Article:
1974, a span of 59 years. In a conversation with a policeman in “Jeeves and the Kid Clementina”, Jeeves refers to himself as both a “gentleman’s personal gentleman” and a “personal the inimitable jeeves pdf download free’s gentleman. However, Bertie Wooster has lent out Jeeves as a butler on several occasions, noting that “if the call comes, he can buttle with the best of them.
Jeeves becomes Bertie Wooster’s guardian and all-purpose problem solver, devising subtle plans to save Bertie and his friends from boring social obligations, demanding relatives, issues with the law, and, above all, problems involving women. Wodehouse derives much comic effect from having Bertie, his narrator, remain blissfully unaware of Jeeves’s machinations, until all is revealed at the end of the story. His mental prowess is attributed to eating fish, according to Wooster, who often offers the dish to Jeeves. Perhaps his most impressive and useful area of expertise is a flawless knowledge of the British aristocracy. Jeeves has distinct ideas about how an English gentleman should dress and behave, and sees it as his duty to impart these values to his employer. Jeeves’s problem-solving ability often includes a discreet means to dispose of the offending item. In the Junior Ganymede club book, all members must record the foibles of their employers to forewarn other butlers and valets.
The section labelled “Wooster, Bertram” is the largest in the book. Jeeves informs Wooster that he has destroyed the eighteen pages, anticipating that he will never leave the latter’s employment. Wooster hears another valet greet Jeeves with “Hullo, Reggie. The readers may have been surprised to learn Jeeves’s first name, but Wooster was stunned by the revelation “that he had a first name” in the first place. Wodehouse felt needed a more conventional ending, although he was unwilling to marry Wooster off. Wodehouse, describes Jeeves as a “godlike prime mover” and “master brain who is found to have engineered the apparent coincidence or coincidences”. The concept which eventually became Jeeves preceded the Wooster character in Wodehouse’s imagination: he had long considered the idea of a butler—later a valet—who could solve any problem.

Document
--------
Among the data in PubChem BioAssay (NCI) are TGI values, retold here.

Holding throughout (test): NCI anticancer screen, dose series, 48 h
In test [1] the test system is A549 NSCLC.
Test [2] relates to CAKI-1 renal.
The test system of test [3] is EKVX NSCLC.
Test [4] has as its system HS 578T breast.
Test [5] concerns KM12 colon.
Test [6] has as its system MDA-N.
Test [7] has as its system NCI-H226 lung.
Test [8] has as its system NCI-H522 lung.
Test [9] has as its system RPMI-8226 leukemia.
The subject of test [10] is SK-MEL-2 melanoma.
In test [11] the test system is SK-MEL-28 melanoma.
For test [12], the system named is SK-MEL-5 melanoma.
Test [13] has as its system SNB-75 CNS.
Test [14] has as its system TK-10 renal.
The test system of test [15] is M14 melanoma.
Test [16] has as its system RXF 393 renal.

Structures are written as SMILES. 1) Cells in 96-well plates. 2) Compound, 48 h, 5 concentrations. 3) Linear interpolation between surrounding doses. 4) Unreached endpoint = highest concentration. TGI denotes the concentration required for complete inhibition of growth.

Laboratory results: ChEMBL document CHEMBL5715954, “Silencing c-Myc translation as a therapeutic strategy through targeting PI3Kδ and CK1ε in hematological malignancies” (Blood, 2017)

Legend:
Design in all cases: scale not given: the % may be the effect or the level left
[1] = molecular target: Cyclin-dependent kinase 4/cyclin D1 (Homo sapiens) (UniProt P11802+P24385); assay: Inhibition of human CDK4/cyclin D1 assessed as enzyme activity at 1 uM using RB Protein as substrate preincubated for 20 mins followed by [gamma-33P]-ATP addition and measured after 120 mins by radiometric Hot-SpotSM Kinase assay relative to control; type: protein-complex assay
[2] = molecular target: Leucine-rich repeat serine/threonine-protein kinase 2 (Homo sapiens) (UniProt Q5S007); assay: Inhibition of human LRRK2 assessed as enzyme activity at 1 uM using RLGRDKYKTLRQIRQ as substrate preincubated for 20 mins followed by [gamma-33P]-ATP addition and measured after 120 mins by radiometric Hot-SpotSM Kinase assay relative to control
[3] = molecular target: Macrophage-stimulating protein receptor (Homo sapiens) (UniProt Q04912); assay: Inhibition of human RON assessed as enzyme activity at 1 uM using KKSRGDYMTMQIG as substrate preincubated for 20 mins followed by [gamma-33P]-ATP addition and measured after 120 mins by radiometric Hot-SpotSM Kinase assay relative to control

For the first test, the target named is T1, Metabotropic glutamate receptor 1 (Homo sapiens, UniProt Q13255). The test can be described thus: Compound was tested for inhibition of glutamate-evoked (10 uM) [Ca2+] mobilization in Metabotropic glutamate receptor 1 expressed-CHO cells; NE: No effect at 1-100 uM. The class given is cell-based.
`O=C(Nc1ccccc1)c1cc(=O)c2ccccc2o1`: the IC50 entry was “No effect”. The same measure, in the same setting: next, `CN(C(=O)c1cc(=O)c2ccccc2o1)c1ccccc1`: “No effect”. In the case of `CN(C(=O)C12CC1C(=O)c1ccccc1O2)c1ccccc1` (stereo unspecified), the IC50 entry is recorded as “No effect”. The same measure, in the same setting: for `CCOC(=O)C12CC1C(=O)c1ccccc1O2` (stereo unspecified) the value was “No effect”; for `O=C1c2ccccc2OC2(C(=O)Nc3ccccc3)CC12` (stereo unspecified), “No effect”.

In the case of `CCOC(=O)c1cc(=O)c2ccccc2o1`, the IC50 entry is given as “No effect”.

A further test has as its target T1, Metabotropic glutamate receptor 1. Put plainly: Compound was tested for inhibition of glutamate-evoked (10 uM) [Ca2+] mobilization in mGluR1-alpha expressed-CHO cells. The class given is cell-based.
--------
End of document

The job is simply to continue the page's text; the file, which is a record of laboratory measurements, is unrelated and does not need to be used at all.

Wooster but without Jeeves, was the protagonist of seven short stories. Wodehouse decided to rewrite the Pepper stories, switching Reggie’s character to Bertie Wooster and combining him with an ingenious valet. September 1915, in which Jeeves’s character is minor and not fully developed and Bertie’s surname appears to be Mannering-Phipps. The first fully recognisable Jeeves and Wooster story was “Leave It to Jeeves”, published in early 1916. Wodehouse suggests that the Jeeves character was based on an actual butler named Eugene Robinson whom Wodehouse employed for research purposes. He recounts a story where Robinson extricated Wodehouse from a real-life predicament. Wodehouse witnessed Percy Jeeves bowling at Cheltenham Cricket Festival in 1913.
July 1916, less than a year after the first appearance of the Wodehouse character who would make his name a household word. Jeeves has three aunts who, he informs Wooster, are very placid in nature, in contrast to Wooster’s aunts. Aunt Annie, who was widely disliked. One aunt had varicose veins in her legs that were hideous to view, though improved to such a great extent by a patent medicine that she allowed them to be photographed for an advertisement for the product. Egbert who is the constable of the Paddock, Beckley-on-the-Moor, in Yorkshire. The Jeeves “canon” consists of 35 short stories and 11 novels.
All take place in a timeless world based on an idealised vision of England before World War II. The novels share a certain amount of sequential narrative development between them, and the later novels are essentially sequels to the earlier ones. Wodehouse estate to produce a new fiction utilizing the Jeeves and Wooster characters. Wodehouse was disappointed with the results. The scripts had almost nothing to do with Wodehouse’s stories, and Treacher played Jeeves more as a pompous prig and a buffoon than as the brilliant problem-solver of Wodehouse’s fiction.
After this experience, Wodehouse remained very reluctant to authorize film versions of his works. Wooster, meet a girl and help her brother stop two spies trying to get his secret plans. The film has almost nothing to do with the book of that title. In this case, however, the script called on him to play the character as unhelpful and rather unpleasant, with none of the trademark brilliance of the literary Jeeves. Jeeves, claiming he has a fortune waiting for him in America, where Jeeves meets some gangsters. Wooster does not appear, Jeeves is portrayed as a naive bumbler, and the film has nothing to do with any Wodehouse story. It also aired on television.